SEATTLE (AP) - The Seattle Mariners made two trades over the weekend, including a seven-player, three-team deal right before the non-waiver trade deadline. They're hoping the moves will lead to a brighter future, because the present is an ugly mess.
The woeful Mariners managed just six hits against Jeremy Hellickson and two relievers Sunday, falling 8-1 to the Tampa Bay Rays.
Seattle had a franchise-record 17-game losing streak during a 6-20 July, tying the franchise low set just last season for the fewest wins in the month. The Mariners have lost 22 of their past 29 games overall.
The epic slide led to a sell-off this weekend.
The Mariners shipped starter Doug Fister and reliever David Pauley to Detroit on Saturday morning for outfielder Casper Wells, infielder Francisco Martinez, left-hander Charlie Furbush and a player to be named. They traded left-hander Erik Bedard and a minor league pitcher to Boston in a three-team deal Sunday, netting a pair of minor league outfielders.
``It still goes back to adding talent,' Seattle general manager Jack Zduriencik said. ``We got back pieces that we need to help us as we move forward. Certainly, we were focusing on acquiring offensive players.'
The Mariners have the majors' worst batting average at .225 with only 65 home runs. They also weren't much better last season.
``We made some deals that we feel can help us now and in the future,' Mariners manager Eric Wedge said. ``We move forward from there.
``We want to build something that Seattle and the fans from year to year can count on.'
Hellickson allowed one run and five hits in seven-plus innings to become the first AL rookie with 10 wins. He is the quickest Tampa Bay pitcher to 10 wins since Rolando Arroyo on June 27, 1998.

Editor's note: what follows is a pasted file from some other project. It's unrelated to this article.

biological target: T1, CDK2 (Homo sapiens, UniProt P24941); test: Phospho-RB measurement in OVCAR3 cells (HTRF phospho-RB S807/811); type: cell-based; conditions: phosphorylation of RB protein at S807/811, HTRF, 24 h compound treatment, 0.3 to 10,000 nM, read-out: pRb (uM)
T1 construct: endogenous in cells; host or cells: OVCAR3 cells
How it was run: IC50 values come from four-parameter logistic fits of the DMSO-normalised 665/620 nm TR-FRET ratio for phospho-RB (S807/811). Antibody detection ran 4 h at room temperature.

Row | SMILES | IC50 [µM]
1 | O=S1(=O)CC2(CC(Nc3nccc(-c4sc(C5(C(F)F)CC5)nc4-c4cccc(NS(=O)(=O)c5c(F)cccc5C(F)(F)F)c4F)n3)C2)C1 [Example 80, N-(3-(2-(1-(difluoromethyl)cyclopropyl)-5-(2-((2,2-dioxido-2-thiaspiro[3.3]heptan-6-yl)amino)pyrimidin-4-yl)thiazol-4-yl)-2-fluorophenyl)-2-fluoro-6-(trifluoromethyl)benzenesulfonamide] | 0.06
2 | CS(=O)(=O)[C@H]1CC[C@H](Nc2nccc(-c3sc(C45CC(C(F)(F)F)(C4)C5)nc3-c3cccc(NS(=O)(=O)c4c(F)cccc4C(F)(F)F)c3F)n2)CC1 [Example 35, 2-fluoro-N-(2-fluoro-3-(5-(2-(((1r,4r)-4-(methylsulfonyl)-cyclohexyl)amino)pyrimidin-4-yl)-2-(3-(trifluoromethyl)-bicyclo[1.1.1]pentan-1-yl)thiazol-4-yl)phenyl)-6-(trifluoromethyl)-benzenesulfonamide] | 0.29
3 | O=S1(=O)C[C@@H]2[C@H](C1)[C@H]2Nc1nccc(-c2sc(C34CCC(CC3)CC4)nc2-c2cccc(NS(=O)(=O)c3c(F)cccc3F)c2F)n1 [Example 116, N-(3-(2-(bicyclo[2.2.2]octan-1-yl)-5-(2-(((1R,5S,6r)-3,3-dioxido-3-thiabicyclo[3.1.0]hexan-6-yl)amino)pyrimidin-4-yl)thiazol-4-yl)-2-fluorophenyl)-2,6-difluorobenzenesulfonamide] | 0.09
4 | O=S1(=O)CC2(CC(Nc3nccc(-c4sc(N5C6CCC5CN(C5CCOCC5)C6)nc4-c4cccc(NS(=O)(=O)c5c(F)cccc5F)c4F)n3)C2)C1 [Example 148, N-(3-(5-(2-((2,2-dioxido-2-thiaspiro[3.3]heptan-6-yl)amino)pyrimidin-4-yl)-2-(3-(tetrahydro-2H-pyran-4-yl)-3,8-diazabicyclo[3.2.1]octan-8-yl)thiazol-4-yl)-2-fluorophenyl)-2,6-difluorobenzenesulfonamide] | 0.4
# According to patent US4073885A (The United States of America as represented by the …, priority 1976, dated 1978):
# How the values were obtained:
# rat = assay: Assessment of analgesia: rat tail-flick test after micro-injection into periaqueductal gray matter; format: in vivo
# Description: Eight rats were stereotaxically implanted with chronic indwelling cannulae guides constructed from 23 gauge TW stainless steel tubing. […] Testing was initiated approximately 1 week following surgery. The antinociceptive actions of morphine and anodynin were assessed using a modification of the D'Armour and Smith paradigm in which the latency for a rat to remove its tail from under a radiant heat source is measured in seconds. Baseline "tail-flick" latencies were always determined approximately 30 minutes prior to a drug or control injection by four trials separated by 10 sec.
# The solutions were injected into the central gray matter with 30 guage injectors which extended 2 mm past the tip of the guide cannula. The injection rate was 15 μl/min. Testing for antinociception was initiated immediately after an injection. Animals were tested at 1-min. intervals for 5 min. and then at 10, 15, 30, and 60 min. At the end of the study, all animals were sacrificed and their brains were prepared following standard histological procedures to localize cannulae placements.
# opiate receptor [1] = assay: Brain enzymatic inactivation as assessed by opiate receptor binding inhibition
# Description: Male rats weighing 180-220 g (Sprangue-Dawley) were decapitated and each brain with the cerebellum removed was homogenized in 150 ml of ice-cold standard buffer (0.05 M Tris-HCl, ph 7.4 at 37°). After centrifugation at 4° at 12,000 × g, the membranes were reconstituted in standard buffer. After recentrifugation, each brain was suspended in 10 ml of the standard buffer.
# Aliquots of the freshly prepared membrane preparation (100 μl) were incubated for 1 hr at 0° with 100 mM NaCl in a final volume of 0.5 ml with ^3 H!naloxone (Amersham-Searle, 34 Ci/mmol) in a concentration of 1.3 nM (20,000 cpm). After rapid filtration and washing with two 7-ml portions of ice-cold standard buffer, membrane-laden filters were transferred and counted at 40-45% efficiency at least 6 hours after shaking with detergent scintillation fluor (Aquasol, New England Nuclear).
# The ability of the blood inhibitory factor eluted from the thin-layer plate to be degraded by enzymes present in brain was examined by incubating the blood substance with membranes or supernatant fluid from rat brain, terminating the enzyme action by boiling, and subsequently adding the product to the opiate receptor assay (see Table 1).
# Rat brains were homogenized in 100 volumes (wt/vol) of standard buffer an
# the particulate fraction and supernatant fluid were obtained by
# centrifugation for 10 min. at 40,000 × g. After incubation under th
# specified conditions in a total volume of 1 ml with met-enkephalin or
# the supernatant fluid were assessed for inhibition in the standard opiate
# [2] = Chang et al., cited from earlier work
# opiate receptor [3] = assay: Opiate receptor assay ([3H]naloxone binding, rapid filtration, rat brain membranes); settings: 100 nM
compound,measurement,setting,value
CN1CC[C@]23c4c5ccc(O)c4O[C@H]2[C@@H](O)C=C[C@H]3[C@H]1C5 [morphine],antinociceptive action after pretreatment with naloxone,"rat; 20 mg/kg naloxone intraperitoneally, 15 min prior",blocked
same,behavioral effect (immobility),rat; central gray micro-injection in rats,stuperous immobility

Hellickson carried a no-hitter into the sixth but Chone Figgins, batting .184, opened with a single to center and Franklin Gutierrez followed with another single. Hellickson retired the next three batters on a flyout and two foulouts.
The Mariners got off to a sloppy start and the Rays took advantage. Desmond Jennings reached on a game-opening bobble by shortstop Brendan Ryan. He stole second and went to third on a throwing error by catcher Miguel Olivo.
Evan Longoria then hit a sharp grounder to third baseman Figgins, who came home with it. Jennings, who broke on contact, scored with an evasive slide around Olivo's tag attempt.
``The aggressive mentality derived from that kind of play helps your whole group,' Rays manager Joe Maddon said.
Jennings, recalled from Triple-A Durham on July 22, said: ``You just anticipate a ground ball being hit somewhere. I got a good jump on it. I got off far enough that I could make it on contact.'
Jason Vargas (6-10) pitched 5 1-3 innings for Seattle and was charged with six runs, four earned. He allowed nine hits, struck out six and walked one.
The left-hander is 0-5 with a 6.84 ERA in his last five starts.
``It's been a rough stretch lately,' Vargas said. ``I haven't really pitched good since coming back from the break. I'm just not making those big pitches when I need to and I'm getting the pitch count up early.'
The Mariners finally scored in the seventh, but it wasn't pretty. Mike Carp and Olivo opened with singles. Adam Kennedy forced Olivo at second, before Wells hit a blooper that dropped into shallow right center.
Carp scored but Kennedy, unsure whether it would drop, was thrown out scrambling for second.
Wells picked up an RBI on the fielder's choice, and singled in the ninth for his first hit with Seattle.
``I was using Adam Moore's bats the first couple at_bats and I didn't like the weight,' said Wells, whose own bats didn't arrive in time from Detroit.
Wells then used rookie pitcher Michael Pineda's bat for final two at_bats, with both dropping in the outfield, just one for a hit.
Furbush entered the game in the eighth and gave up a home run to Sean Rodriguez on a 1-2 pitch.
``I tried to go in off the plate, just get it in, and it wasn't in enough,' Furbush said. ``The guy's going to hit that pitch.'
Wedge said Furbush ``has a good arm. That was a fastball up for the home run. But it's good to get the first one out of the way.'
NOTES: Wells is the first player named Casper to reach the majors.
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